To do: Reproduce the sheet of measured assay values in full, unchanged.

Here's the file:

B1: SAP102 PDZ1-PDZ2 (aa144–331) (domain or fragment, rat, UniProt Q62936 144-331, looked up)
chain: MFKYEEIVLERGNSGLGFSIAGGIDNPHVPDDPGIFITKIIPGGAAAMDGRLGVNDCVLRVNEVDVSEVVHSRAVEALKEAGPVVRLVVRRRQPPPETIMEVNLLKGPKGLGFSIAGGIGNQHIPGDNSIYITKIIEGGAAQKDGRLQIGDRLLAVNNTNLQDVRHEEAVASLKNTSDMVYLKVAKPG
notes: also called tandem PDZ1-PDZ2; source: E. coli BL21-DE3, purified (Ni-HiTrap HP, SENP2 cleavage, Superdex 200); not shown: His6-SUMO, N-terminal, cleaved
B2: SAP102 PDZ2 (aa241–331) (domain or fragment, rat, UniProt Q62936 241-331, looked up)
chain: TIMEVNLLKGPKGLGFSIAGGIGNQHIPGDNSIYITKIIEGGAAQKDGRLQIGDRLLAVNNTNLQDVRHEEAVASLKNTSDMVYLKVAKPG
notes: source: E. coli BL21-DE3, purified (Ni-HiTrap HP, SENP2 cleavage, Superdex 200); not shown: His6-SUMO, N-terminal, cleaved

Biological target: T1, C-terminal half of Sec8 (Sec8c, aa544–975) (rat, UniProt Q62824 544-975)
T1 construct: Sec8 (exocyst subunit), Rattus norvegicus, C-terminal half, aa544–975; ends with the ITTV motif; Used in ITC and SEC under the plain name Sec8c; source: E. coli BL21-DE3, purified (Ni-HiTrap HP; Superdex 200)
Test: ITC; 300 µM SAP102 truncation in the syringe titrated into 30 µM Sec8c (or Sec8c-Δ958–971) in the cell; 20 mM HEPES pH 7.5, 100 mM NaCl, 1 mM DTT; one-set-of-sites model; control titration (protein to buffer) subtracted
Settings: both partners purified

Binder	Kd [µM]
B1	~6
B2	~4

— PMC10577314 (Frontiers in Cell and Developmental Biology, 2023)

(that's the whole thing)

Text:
B1: SAP102 PDZ1-PDZ2 (aa144–331) (domain or fragment, rat, UniProt Q62936 144-331, looked up)
chain: MFKYEEIVLERGNSGLGFSIAGGIDNPHVPDDPGIFITKIIPGGAAAMDGRLGVNDCVLRVNEVDVSEVVHSRAVEALKEAGPVVRLVVRRRQPPPETIMEVNLLKGPKGLGFSIAGGIGNQHIPGDNSIYITKIIEGGAAQKDGRLQIGDRLLAVNNTNLQDVRHEEAVASLKNTSDMVYLKVAKPG
notes: also called tandem PDZ1-PDZ2; source: E. coli BL21-DE3, purified (Ni-HiTrap HP, SENP2 cleavage, Superdex 200); not shown: His6-SUMO, N-terminal, cleaved
B2: SAP102 PDZ2 (aa241–331) (domain or fragment, rat, UniProt Q62936 241-331, looked up)
chain: TIMEVNLLKGPKGLGFSIAGGIGNQHIPGDNSIYITKIIEGGAAQKDGRLQIGDRLLAVNNTNLQDVRHEEAVASLKNTSDMVYLKVAKPG
notes: source: E. coli BL21-DE3, purified (Ni-HiTrap HP, SENP2 cleavage, Superdex 200); not shown: His6-SUMO, N-terminal, cleaved

Biological target: T1, C-terminal half of Sec8 (Sec8c, aa544–975) (rat, UniProt Q62824 544-975)
T1 construct: Sec8 (exocyst subunit), Rattus norvegicus, C-terminal half, aa544–975; ends with the ITTV motif; Used in ITC and SEC under the plain name Sec8c; source: E. coli BL21-DE3, purified (Ni-HiTrap HP; Superdex 200)
Test: ITC; 300 µM SAP102 truncation in the syringe titrated into 30 µM Sec8c (or Sec8c-Δ958–971) in the cell; 20 mM HEPES pH 7.5, 100 mM NaCl, 1 mM DTT; one-set-of-sites model; control titration (protein to buffer) subtracted
Settings: both partners purified

Binder	Kd [µM]
B1	~6
B2	~4

— PMC10577314 (Frontiers in Cell and Developmental Biology, 2023)